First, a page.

Late last month, VADA had the honor of attending a ribbon-cutting ceremony, celebrating Virginia's first-ever prison work-release hybrid program.
President & CEO of Chesapeake-based Priority Auto, Dennis Ellmer, led this charge after vacationing in Fiji a few years ago and meeting a tour guide who studied the trade while in prison. The program focuses on both hands-on work experience and vocational training.
Now, more than ever, there is a need for these types of technical training opportunities to fill the gap of auto technician positions we are experiencing in the industry. VADA's partnership with the ASE Education Foundation strives for a similar goal. Our leadership staff were therefore thrilled to attend in support of such an important initiative.
Ellmer built the program's facility behind the Priority Infiniti dealership in Chesapeake. It features a classroom and 12 bays for the program in partnership with the Norfolk Sheriff’s Office, Tidewater Community College and the City of Norfolk.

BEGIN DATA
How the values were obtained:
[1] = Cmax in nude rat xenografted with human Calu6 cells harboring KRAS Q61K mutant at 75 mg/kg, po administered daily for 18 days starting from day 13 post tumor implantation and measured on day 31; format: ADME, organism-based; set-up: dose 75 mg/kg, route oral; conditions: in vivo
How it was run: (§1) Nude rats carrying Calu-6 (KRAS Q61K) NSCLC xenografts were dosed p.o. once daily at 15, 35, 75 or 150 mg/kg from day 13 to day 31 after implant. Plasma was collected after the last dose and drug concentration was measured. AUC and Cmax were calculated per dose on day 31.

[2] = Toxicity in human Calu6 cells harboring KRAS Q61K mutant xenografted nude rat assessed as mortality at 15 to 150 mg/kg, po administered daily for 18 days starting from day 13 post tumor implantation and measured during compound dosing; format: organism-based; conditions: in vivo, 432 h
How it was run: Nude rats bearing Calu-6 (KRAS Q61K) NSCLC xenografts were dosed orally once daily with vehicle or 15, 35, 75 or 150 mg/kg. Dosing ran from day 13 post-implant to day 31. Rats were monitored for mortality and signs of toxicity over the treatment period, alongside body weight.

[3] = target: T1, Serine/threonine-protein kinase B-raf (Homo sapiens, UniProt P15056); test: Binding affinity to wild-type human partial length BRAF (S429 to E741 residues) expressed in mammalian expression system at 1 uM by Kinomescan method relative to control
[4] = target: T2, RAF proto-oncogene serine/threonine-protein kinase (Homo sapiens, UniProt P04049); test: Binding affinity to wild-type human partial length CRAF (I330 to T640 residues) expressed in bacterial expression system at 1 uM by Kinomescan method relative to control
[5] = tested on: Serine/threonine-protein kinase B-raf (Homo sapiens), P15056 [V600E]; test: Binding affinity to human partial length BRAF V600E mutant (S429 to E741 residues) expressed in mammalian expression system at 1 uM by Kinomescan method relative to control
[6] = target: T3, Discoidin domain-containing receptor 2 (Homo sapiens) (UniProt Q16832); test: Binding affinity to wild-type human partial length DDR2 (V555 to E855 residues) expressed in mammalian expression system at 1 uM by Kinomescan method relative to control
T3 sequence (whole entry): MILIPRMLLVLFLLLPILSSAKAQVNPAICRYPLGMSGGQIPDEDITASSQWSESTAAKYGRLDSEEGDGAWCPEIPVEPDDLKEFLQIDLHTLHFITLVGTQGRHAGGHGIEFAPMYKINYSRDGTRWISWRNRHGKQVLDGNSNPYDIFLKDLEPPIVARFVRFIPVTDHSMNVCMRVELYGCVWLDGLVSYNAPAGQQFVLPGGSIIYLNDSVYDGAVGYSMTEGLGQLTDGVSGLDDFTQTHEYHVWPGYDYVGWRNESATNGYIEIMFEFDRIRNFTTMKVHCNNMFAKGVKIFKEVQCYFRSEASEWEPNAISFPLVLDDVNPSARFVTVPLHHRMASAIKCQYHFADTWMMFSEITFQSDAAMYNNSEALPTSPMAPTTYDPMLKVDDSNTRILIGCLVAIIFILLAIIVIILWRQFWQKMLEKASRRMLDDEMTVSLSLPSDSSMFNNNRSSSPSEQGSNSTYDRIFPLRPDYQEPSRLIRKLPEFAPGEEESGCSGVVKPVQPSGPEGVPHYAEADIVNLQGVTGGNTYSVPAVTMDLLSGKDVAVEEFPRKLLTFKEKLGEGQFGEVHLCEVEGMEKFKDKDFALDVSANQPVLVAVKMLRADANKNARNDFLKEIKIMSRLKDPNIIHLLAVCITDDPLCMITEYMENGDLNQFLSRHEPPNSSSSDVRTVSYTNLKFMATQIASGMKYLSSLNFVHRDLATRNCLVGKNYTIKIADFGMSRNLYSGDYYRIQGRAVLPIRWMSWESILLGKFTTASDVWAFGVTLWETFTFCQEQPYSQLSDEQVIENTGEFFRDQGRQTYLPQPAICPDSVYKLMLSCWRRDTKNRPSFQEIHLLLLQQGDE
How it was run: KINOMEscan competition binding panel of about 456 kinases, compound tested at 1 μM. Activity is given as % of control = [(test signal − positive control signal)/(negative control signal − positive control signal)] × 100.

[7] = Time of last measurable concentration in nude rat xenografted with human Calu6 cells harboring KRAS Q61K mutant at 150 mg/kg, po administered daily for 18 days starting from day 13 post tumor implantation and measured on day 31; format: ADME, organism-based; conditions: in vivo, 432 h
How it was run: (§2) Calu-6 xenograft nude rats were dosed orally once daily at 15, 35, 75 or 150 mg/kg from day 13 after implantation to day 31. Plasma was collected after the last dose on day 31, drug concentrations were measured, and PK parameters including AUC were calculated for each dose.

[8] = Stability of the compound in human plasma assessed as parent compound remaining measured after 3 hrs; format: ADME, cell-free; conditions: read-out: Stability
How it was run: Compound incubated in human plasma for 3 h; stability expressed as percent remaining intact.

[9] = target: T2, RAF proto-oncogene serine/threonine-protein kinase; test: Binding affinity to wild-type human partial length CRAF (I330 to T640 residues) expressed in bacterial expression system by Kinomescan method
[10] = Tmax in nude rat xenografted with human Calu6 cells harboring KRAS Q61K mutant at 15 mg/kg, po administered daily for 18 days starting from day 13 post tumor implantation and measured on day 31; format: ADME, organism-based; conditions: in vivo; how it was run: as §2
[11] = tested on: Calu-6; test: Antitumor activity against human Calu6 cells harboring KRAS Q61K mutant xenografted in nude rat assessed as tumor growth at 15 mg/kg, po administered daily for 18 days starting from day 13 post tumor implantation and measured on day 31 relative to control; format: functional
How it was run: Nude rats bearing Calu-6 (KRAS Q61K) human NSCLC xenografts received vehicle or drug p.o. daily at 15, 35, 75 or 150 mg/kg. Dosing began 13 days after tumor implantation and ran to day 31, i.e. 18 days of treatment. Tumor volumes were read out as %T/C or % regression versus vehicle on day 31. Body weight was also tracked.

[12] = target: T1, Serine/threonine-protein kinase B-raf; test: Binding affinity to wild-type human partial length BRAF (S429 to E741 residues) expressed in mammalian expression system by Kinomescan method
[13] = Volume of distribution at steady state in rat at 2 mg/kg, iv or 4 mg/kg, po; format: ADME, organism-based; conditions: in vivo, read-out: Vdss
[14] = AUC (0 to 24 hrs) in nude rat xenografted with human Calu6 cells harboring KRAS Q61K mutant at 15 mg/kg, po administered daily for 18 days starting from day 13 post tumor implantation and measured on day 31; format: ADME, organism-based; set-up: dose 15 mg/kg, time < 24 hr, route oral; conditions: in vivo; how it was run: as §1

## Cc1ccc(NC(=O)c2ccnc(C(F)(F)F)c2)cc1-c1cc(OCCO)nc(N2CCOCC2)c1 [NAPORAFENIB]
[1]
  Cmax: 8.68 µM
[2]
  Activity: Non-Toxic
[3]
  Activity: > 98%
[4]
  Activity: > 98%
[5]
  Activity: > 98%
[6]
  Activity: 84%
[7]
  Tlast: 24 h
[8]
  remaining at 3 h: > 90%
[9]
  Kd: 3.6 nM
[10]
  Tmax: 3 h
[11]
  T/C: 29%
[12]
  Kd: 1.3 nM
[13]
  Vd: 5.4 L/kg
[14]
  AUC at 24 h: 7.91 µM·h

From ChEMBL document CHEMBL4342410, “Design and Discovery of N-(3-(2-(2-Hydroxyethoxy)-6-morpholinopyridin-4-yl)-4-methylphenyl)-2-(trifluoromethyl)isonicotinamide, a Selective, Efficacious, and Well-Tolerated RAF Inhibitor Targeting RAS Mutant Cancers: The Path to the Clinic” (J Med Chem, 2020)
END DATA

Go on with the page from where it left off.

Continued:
It took about three years to form the two-semester program that began at the end of August. Only non-violent inmates were accepted. They will graduate with 19 college credits and a career studies certificate in automotive chassis systems in May.
Each inmate will have the option to continue their studies after the program is completed. Priority will employ them for at least three years and reimburse tuition and fees for associate degrees and industry certifications.
We applaud Ellmer and Priority Auto for this major achievement and hope to see others forming similar partnerships in the future.
Adhikusuma, Briana. "Program Will Allow Inmates to Become Auto Mechanics, Provide Jobs When They Get Out." The Virginia Pilot. 27 Sept. 2018.